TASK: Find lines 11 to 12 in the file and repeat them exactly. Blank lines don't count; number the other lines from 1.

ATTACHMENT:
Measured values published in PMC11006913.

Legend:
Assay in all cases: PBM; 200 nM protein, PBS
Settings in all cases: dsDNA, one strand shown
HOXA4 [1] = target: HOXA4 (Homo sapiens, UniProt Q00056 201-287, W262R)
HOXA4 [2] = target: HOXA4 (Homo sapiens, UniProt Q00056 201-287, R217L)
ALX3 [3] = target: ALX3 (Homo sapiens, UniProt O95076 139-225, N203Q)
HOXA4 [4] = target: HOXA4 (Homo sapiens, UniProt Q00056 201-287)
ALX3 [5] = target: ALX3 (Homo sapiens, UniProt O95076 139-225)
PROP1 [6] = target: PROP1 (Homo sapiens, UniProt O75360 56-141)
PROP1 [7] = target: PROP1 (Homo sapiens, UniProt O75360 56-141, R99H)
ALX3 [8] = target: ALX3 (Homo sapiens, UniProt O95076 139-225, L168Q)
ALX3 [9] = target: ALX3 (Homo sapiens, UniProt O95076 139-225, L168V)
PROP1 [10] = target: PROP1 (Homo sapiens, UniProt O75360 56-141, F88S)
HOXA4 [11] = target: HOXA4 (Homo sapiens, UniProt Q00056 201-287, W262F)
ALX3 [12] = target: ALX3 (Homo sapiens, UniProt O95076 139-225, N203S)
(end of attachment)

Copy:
PROP1 [7] = target: PROP1 (Homo sapiens, UniProt O75360 56-141, R99H)
ALX3 [8] = target: ALX3 (Homo sapiens, UniProt O95076 139-225, L168Q)